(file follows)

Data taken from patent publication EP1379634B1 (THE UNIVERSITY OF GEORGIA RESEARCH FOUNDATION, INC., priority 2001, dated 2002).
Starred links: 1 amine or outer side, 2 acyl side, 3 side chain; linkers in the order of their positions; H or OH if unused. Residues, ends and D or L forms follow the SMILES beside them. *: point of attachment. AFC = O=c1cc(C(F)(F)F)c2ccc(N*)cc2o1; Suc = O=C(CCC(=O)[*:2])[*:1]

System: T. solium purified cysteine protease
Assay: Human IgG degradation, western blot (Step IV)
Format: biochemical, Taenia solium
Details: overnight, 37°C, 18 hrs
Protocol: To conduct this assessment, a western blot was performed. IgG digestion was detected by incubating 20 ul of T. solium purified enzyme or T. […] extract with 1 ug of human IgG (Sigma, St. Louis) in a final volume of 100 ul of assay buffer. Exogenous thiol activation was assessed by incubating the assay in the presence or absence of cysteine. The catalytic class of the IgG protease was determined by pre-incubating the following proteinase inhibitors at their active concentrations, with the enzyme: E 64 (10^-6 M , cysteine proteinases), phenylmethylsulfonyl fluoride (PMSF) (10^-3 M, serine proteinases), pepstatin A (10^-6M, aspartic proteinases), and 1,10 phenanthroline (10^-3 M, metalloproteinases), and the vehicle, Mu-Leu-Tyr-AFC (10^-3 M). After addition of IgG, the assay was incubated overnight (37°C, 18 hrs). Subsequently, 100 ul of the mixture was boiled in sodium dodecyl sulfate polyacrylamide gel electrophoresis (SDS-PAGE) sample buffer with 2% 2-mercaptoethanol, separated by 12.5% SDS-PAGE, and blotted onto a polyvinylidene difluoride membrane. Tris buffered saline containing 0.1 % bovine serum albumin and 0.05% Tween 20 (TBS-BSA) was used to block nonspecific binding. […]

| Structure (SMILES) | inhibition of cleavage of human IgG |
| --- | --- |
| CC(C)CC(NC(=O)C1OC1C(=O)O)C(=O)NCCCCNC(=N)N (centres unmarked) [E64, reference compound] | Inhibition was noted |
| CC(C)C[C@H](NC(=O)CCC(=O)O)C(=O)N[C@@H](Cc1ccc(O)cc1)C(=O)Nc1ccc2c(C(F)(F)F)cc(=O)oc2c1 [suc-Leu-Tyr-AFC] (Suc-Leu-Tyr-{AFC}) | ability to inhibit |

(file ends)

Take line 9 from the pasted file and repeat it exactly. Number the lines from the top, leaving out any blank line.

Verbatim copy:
| --- | --- |